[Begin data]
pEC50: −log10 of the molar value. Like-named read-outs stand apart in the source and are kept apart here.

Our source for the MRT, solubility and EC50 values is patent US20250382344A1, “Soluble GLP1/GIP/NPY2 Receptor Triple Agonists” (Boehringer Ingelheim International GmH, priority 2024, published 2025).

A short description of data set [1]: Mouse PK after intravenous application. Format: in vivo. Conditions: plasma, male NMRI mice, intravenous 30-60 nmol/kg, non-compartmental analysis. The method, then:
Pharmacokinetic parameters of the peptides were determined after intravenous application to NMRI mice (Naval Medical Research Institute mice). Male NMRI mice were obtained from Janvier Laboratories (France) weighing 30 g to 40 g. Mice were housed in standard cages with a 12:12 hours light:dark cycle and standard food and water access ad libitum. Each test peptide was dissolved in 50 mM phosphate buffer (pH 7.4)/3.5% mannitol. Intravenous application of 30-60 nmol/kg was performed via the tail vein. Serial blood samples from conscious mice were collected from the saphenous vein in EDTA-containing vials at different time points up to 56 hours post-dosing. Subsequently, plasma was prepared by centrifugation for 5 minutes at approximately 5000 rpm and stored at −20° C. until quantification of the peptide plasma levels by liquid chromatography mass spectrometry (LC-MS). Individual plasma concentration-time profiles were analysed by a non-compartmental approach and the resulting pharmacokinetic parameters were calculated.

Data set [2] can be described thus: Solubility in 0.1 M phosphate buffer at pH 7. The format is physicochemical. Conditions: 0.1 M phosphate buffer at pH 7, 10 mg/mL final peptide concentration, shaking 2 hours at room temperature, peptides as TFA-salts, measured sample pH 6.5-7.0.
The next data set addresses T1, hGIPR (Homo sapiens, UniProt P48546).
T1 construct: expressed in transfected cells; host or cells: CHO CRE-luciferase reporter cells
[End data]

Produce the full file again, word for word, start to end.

pEC50: −log10 of the molar value. Like-named read-outs stand apart in the source and are kept apart here.

Our source for the MRT, solubility and EC50 values is patent US20250382344A1, “Soluble GLP1/GIP/NPY2 Receptor Triple Agonists” (Boehringer Ingelheim International GmH, priority 2024, published 2025).

A short description of data set [1]: Mouse PK after intravenous application. Format: in vivo. Conditions: plasma, male NMRI mice, intravenous 30-60 nmol/kg, non-compartmental analysis. The method, then:
Pharmacokinetic parameters of the peptides were determined after intravenous application to NMRI mice (Naval Medical Research Institute mice). Male NMRI mice were obtained from Janvier Laboratories (France) weighing 30 g to 40 g. Mice were housed in standard cages with a 12:12 hours light:dark cycle and standard food and water access ad libitum. Each test peptide was dissolved in 50 mM phosphate buffer (pH 7.4)/3.5% mannitol. Intravenous application of 30-60 nmol/kg was performed via the tail vein. Serial blood samples from conscious mice were collected from the saphenous vein in EDTA-containing vials at different time points up to 56 hours post-dosing. Subsequently, plasma was prepared by centrifugation for 5 minutes at approximately 5000 rpm and stored at −20° C. until quantification of the peptide plasma levels by liquid chromatography mass spectrometry (LC-MS). Individual plasma concentration-time profiles were analysed by a non-compartmental approach and the resulting pharmacokinetic parameters were calculated.

Data set [2] can be described thus: Solubility in 0.1 M phosphate buffer at pH 7. The format is physicochemical. Conditions: 0.1 M phosphate buffer at pH 7, 10 mg/mL final peptide concentration, shaking 2 hours at room temperature, peptides as TFA-salts, measured sample pH 6.5-7.0.
The next data set addresses T1, hGIPR (Homo sapiens, UniProt P48546).
T1 construct: expressed in transfected cells; host or cells: CHO CRE-luciferase reporter cells